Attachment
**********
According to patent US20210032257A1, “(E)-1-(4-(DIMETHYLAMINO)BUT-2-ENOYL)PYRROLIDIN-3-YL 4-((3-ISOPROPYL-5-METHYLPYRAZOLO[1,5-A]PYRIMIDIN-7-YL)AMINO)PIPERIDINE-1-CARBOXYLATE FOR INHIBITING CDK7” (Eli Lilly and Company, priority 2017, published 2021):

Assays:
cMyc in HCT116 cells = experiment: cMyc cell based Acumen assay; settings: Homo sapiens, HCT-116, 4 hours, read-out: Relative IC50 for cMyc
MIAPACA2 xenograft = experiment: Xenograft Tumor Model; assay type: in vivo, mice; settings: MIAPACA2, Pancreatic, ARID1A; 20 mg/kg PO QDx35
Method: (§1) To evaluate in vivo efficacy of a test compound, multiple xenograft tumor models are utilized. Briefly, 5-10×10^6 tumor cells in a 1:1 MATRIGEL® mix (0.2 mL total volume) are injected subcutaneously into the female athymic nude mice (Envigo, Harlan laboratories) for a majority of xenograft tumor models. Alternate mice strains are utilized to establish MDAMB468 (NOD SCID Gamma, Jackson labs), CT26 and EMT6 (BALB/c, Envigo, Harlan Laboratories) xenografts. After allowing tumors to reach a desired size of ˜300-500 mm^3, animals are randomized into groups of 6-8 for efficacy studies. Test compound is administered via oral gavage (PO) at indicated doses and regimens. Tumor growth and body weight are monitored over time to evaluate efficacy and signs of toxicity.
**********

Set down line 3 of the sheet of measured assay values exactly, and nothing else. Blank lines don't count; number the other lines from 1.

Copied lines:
cMyc in HCT116 cells = experiment: cMyc cell based Acumen assay; settings: Homo sapiens, HCT-116, 4 hours, read-out: Relative IC50 for cMyc